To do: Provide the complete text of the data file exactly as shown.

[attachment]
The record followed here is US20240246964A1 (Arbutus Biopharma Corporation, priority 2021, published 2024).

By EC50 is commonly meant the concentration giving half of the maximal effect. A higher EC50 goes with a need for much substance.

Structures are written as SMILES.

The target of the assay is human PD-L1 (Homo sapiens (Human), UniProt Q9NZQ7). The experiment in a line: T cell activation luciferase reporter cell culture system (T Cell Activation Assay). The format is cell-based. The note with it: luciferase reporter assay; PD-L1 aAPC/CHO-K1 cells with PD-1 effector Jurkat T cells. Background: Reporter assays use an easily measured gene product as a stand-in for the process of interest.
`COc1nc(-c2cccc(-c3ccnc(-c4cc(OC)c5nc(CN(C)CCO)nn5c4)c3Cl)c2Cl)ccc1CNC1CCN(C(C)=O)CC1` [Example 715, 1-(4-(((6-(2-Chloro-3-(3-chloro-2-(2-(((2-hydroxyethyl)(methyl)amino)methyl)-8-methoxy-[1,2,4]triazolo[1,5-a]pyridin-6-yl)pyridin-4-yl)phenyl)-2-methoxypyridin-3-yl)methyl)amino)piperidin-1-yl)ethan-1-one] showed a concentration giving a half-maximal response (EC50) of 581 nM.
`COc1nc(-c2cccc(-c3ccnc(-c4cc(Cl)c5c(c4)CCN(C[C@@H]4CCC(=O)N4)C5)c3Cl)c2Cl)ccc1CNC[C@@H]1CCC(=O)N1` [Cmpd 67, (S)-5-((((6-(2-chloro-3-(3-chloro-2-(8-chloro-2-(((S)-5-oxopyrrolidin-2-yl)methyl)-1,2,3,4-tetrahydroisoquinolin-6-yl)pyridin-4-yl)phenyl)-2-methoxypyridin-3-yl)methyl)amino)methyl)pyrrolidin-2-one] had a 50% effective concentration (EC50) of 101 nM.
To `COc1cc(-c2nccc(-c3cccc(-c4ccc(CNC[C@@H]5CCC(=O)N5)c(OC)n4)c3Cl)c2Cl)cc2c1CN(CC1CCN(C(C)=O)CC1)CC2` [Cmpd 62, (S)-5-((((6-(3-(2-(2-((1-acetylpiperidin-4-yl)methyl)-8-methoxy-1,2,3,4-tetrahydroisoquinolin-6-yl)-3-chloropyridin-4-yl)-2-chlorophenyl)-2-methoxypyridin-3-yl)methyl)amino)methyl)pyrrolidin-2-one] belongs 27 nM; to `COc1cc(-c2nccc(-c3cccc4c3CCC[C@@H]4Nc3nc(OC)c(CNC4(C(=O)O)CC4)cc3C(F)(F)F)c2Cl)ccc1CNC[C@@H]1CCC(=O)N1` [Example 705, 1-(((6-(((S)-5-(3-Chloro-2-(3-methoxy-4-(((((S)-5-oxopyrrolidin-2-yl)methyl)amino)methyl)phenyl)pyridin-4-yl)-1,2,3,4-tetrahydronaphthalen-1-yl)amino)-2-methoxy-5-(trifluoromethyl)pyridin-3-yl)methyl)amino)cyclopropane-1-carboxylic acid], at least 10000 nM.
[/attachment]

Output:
The record followed here is US20240246964A1 (Arbutus Biopharma Corporation, priority 2021, published 2024).

By EC50 is commonly meant the concentration giving half of the maximal effect. A higher EC50 goes with a need for much substance.

Structures are written as SMILES.

The target of the assay is human PD-L1 (Homo sapiens (Human), UniProt Q9NZQ7). The experiment in a line: T cell activation luciferase reporter cell culture system (T Cell Activation Assay). The format is cell-based. The note with it: luciferase reporter assay; PD-L1 aAPC/CHO-K1 cells with PD-1 effector Jurkat T cells. Background: Reporter assays use an easily measured gene product as a stand-in for the process of interest.
`COc1nc(-c2cccc(-c3ccnc(-c4cc(OC)c5nc(CN(C)CCO)nn5c4)c3Cl)c2Cl)ccc1CNC1CCN(C(C)=O)CC1` [Example 715, 1-(4-(((6-(2-Chloro-3-(3-chloro-2-(2-(((2-hydroxyethyl)(methyl)amino)methyl)-8-methoxy-[1,2,4]triazolo[1,5-a]pyridin-6-yl)pyridin-4-yl)phenyl)-2-methoxypyridin-3-yl)methyl)amino)piperidin-1-yl)ethan-1-one] showed a concentration giving a half-maximal response (EC50) of 581 nM.
`COc1nc(-c2cccc(-c3ccnc(-c4cc(Cl)c5c(c4)CCN(C[C@@H]4CCC(=O)N4)C5)c3Cl)c2Cl)ccc1CNC[C@@H]1CCC(=O)N1` [Cmpd 67, (S)-5-((((6-(2-chloro-3-(3-chloro-2-(8-chloro-2-(((S)-5-oxopyrrolidin-2-yl)methyl)-1,2,3,4-tetrahydroisoquinolin-6-yl)pyridin-4-yl)phenyl)-2-methoxypyridin-3-yl)methyl)amino)methyl)pyrrolidin-2-one] had a 50% effective concentration (EC50) of 101 nM.
To `COc1cc(-c2nccc(-c3cccc(-c4ccc(CNC[C@@H]5CCC(=O)N5)c(OC)n4)c3Cl)c2Cl)cc2c1CN(CC1CCN(C(C)=O)CC1)CC2` [Cmpd 62, (S)-5-((((6-(3-(2-(2-((1-acetylpiperidin-4-yl)methyl)-8-methoxy-1,2,3,4-tetrahydroisoquinolin-6-yl)-3-chloropyridin-4-yl)-2-chlorophenyl)-2-methoxypyridin-3-yl)methyl)amino)methyl)pyrrolidin-2-one] belongs 27 nM; to `COc1cc(-c2nccc(-c3cccc4c3CCC[C@@H]4Nc3nc(OC)c(CNC4(C(=O)O)CC4)cc3C(F)(F)F)c2Cl)ccc1CNC[C@@H]1CCC(=O)N1` [Example 705, 1-(((6-(((S)-5-(3-Chloro-2-(3-methoxy-4-(((((S)-5-oxopyrrolidin-2-yl)methyl)amino)methyl)phenyl)pyridin-4-yl)-1,2,3,4-tetrahydronaphthalen-1-yl)amino)-2-methoxy-5-(trifluoromethyl)pyridin-3-yl)methyl)amino)cyclopropane-1-carboxylic acid], at least 10000 nM.